About Me

Fort Bragg, NC, United States
I'm a stay at home dad raising four beautiful children. I am the proud spouse of an Army Lieutenant Colonel. I do my best to keep up with the kids and all of their activities. I enjoy playing the bass and the occasional bass guitar building project. You can follow me on twitter if you so desire...@ArmySpouse007.

Tuesday, September 27, 2011

Surviving isn't enough

One of the constants with a deployment is the good day-bad day cycles that never seem to end. They can be enough to knock us off our feet and make us simply want to just cling to a safe spot and hold on. The thought of just "keeping my head above water" sounds so good! And yet, it seems to me that this is really not truly living. It is surviving. For me, during our last deployment and, during this one as well, surviving just isn't enough. Just "getting by" has always left me feeling a bit lost, empty. What's more, it always feels like time is passing much more slowly when I'm of that mindset.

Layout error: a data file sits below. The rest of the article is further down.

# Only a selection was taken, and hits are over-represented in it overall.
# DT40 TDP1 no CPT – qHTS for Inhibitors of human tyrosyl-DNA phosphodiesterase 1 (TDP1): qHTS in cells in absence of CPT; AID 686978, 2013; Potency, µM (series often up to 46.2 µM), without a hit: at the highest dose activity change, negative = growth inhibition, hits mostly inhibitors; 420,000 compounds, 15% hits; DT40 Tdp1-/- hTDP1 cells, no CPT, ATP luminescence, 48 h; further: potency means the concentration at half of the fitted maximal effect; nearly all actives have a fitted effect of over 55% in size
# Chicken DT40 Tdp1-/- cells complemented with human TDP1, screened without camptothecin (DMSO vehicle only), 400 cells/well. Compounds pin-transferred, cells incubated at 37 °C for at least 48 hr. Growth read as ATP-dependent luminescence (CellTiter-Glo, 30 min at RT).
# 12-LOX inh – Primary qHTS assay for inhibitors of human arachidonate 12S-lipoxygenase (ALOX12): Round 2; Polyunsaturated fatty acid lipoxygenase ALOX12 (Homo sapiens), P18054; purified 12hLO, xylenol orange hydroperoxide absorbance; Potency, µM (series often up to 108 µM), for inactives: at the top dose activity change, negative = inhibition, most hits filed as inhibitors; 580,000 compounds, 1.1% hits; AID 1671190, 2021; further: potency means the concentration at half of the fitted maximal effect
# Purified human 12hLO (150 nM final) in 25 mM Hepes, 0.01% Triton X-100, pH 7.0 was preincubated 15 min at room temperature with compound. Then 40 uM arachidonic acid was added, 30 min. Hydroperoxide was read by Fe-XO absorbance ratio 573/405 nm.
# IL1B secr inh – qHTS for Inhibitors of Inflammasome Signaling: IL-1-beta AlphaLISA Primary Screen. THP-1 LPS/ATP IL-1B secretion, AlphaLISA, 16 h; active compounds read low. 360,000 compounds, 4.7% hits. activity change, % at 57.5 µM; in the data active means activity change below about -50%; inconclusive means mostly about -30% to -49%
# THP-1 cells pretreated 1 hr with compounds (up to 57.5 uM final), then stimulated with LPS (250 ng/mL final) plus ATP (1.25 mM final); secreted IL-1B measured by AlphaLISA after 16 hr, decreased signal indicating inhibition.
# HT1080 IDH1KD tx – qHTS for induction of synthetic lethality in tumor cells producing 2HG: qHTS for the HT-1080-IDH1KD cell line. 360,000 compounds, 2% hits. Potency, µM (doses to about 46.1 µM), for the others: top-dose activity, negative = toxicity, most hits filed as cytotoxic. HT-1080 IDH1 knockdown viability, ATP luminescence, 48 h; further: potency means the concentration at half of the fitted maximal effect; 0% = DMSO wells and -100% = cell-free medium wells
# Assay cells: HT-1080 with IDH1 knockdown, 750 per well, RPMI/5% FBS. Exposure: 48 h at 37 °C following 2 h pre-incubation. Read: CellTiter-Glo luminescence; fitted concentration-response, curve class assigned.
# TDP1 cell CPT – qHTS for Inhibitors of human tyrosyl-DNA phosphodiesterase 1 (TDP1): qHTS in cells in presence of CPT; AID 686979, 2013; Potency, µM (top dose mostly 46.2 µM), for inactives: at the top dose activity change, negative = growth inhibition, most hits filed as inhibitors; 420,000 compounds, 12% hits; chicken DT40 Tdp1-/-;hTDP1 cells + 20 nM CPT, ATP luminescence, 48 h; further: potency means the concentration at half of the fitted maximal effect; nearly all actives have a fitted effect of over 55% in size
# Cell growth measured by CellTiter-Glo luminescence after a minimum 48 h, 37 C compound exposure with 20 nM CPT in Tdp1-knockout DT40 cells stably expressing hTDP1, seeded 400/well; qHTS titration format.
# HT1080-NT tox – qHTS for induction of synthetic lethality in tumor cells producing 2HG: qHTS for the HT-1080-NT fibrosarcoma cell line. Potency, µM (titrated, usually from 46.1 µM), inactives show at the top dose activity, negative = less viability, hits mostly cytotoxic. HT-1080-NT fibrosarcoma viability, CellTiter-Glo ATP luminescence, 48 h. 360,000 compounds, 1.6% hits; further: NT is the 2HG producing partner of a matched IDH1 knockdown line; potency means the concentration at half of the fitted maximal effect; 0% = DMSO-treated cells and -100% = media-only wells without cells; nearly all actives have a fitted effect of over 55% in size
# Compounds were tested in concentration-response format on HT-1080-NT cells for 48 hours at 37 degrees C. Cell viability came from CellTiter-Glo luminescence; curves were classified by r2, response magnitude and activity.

The truth is, it's easy to get overwhelmed by all that a deployment throws at us. So much so that we spend so much time, energy, and emotion just trying to keep things together that we forget to take care of the most important cog in this whole machine... ourselves. We think that we have to put everyone and everything before ourselves, and in so doing, we end up running ourselves ragged and feeling ever lower and less in control. Where this leads to is not a good place. It compounds the number of bad days that we experience. And while there's no escaping the fact that there are always going to be "deployment days" that undeniably suck, we can keep them from overwhelming us and becoming the norm.